Nano-scientists at IBM have produced a graphene transistor that operates at the speed of 100 GHz, ten times faster than the fastest silicon. It is expected that terahertz performance is achievable.
In a showdown likened to a drag race, graphene transistors performed at blazing speeds that left silicon far behind.
The transistor is the building block of electronics, and graphene has revealed itself as the exciting heir-apparent to silicon technology.
Superlatives in an IBM paper such as "thinnest", "fastest" and "smallest" were used to describe graphene, a nano-material that is considered an enabler of the new generation of electronics.
Reported earlier in Digital Journal, IBM has been exploring the potential of the exciting one atom thick carbon material. Recent prototyping news from a MIT publication continue to impress.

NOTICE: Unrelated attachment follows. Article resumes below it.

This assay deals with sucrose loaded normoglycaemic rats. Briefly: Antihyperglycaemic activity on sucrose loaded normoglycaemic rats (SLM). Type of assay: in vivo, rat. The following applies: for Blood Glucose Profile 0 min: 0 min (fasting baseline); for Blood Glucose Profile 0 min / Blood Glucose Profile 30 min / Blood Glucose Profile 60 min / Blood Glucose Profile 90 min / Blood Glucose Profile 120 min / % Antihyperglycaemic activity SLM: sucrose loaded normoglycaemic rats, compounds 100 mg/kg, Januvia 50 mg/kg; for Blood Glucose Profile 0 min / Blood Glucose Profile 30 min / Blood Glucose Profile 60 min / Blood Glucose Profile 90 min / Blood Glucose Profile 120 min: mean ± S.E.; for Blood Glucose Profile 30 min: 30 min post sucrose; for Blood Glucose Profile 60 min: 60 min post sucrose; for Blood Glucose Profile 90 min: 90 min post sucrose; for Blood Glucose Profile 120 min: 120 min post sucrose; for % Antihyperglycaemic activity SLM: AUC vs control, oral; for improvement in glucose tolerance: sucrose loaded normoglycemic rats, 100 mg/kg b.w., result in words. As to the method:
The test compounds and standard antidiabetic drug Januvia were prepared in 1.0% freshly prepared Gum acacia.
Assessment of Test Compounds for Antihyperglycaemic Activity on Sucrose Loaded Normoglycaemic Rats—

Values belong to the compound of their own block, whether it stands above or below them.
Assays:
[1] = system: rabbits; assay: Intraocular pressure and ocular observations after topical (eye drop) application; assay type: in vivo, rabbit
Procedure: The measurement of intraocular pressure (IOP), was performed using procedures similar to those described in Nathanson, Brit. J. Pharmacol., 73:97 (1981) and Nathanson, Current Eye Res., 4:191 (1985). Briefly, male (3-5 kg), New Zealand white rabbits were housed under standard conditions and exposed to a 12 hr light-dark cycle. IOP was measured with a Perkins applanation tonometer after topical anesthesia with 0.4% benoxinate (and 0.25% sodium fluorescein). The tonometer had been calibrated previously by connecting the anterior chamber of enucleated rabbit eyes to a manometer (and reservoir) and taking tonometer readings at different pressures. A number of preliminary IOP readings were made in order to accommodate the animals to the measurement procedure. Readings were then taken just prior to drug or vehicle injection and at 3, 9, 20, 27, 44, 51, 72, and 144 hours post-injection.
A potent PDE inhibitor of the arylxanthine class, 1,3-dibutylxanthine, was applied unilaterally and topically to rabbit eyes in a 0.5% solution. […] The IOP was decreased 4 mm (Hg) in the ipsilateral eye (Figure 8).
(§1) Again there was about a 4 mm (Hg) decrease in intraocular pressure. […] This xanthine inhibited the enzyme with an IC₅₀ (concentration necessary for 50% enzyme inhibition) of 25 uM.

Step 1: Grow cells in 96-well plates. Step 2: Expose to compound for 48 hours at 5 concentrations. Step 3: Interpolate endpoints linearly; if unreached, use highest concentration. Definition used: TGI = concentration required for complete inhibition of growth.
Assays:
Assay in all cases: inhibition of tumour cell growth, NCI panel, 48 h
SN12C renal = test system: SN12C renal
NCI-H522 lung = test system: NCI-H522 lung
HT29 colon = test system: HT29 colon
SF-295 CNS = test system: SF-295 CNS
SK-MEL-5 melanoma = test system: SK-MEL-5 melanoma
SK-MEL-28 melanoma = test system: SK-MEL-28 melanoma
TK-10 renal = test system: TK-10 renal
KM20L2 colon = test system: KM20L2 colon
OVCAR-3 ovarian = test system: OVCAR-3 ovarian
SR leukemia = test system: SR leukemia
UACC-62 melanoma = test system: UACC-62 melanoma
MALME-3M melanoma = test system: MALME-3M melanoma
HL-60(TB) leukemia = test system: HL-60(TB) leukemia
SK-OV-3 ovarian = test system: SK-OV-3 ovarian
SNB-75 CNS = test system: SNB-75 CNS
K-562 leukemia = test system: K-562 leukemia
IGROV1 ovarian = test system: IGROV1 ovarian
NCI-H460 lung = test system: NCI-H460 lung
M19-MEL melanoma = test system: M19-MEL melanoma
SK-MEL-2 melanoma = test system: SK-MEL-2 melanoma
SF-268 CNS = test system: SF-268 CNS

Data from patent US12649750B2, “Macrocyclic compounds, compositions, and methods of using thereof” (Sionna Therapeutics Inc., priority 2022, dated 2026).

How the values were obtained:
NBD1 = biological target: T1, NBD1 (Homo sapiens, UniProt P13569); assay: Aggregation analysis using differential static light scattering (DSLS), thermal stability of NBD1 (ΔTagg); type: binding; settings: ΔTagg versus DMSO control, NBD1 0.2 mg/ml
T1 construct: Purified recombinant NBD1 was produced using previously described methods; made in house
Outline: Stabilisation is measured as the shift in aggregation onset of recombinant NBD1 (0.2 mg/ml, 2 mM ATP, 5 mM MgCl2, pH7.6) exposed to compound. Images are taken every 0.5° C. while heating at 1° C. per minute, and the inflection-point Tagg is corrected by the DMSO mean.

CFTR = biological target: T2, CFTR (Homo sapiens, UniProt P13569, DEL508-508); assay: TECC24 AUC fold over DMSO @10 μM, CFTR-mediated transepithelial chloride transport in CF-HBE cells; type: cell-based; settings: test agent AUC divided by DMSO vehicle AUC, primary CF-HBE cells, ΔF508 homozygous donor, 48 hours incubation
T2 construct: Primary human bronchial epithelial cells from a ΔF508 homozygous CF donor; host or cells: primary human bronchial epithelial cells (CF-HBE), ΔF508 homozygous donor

Historically, faster transistors have been manufactured with exotic semiconducting materials such as indium phosphide (InP). The downside to this product is the high cost and continuous cooling requirements.
From this standpoint, Graphene is much more robust, with high heat tolerances and is believed by experts to offer better performance potential, with operational speeds of up to a terahertz. More impressively, it can do so at room temperature.
The first benefactor of graphene technology will be the military. IBM's research is supported by the Department of Defense and military high-tech carbon electronics are expected.
Commercially, the next steps are to further reduce the nano-size of graphene transistors. Researchers assure that, even at the atomic scale, it will get smaller. Other considerations are performance related as insulation properties will need to improve to ensure that short-circuits are corrected.